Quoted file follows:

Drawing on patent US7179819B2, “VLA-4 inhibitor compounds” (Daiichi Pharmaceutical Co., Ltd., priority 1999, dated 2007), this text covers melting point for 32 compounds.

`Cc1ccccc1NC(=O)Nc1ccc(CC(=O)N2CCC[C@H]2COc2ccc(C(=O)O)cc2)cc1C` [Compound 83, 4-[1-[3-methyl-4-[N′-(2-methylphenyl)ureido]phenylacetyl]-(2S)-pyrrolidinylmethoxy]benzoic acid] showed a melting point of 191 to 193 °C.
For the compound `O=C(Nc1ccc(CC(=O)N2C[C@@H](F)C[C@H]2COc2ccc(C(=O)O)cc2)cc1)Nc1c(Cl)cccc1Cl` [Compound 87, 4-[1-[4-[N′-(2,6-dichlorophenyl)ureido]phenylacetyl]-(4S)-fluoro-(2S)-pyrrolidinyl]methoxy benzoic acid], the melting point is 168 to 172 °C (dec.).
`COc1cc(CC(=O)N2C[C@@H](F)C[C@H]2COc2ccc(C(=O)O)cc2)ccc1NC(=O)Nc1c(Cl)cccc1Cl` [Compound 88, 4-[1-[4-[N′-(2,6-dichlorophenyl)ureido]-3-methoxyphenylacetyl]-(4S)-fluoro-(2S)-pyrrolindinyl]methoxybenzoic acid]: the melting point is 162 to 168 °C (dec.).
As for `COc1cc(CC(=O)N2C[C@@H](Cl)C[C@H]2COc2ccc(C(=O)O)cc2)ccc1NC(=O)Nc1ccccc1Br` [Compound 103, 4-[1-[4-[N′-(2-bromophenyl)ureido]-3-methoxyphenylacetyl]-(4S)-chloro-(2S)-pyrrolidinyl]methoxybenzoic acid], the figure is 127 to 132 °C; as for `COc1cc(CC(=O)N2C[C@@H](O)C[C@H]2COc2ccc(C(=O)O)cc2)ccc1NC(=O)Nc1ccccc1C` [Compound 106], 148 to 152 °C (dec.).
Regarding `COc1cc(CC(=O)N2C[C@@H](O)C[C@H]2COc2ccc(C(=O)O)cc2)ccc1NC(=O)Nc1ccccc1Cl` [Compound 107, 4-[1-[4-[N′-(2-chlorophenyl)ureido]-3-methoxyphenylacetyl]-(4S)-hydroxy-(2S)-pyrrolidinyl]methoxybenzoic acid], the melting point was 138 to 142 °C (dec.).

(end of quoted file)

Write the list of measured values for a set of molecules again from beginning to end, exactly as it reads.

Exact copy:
Drawing on patent US7179819B2, “VLA-4 inhibitor compounds” (Daiichi Pharmaceutical Co., Ltd., priority 1999, dated 2007), this text covers melting point for 32 compounds.

`Cc1ccccc1NC(=O)Nc1ccc(CC(=O)N2CCC[C@H]2COc2ccc(C(=O)O)cc2)cc1C` [Compound 83, 4-[1-[3-methyl-4-[N′-(2-methylphenyl)ureido]phenylacetyl]-(2S)-pyrrolidinylmethoxy]benzoic acid] showed a melting point of 191 to 193 °C.
For the compound `O=C(Nc1ccc(CC(=O)N2C[C@@H](F)C[C@H]2COc2ccc(C(=O)O)cc2)cc1)Nc1c(Cl)cccc1Cl` [Compound 87, 4-[1-[4-[N′-(2,6-dichlorophenyl)ureido]phenylacetyl]-(4S)-fluoro-(2S)-pyrrolidinyl]methoxy benzoic acid], the melting point is 168 to 172 °C (dec.).
`COc1cc(CC(=O)N2C[C@@H](F)C[C@H]2COc2ccc(C(=O)O)cc2)ccc1NC(=O)Nc1c(Cl)cccc1Cl` [Compound 88, 4-[1-[4-[N′-(2,6-dichlorophenyl)ureido]-3-methoxyphenylacetyl]-(4S)-fluoro-(2S)-pyrrolindinyl]methoxybenzoic acid]: the melting point is 162 to 168 °C (dec.).
As for `COc1cc(CC(=O)N2C[C@@H](Cl)C[C@H]2COc2ccc(C(=O)O)cc2)ccc1NC(=O)Nc1ccccc1Br` [Compound 103, 4-[1-[4-[N′-(2-bromophenyl)ureido]-3-methoxyphenylacetyl]-(4S)-chloro-(2S)-pyrrolidinyl]methoxybenzoic acid], the figure is 127 to 132 °C; as for `COc1cc(CC(=O)N2C[C@@H](O)C[C@H]2COc2ccc(C(=O)O)cc2)ccc1NC(=O)Nc1ccccc1C` [Compound 106], 148 to 152 °C (dec.).
Regarding `COc1cc(CC(=O)N2C[C@@H](O)C[C@H]2COc2ccc(C(=O)O)cc2)ccc1NC(=O)Nc1ccccc1Cl` [Compound 107, 4-[1-[4-[N′-(2-chlorophenyl)ureido]-3-methoxyphenylacetyl]-(4S)-hydroxy-(2S)-pyrrolidinyl]methoxybenzoic acid], the melting point was 138 to 142 °C (dec.).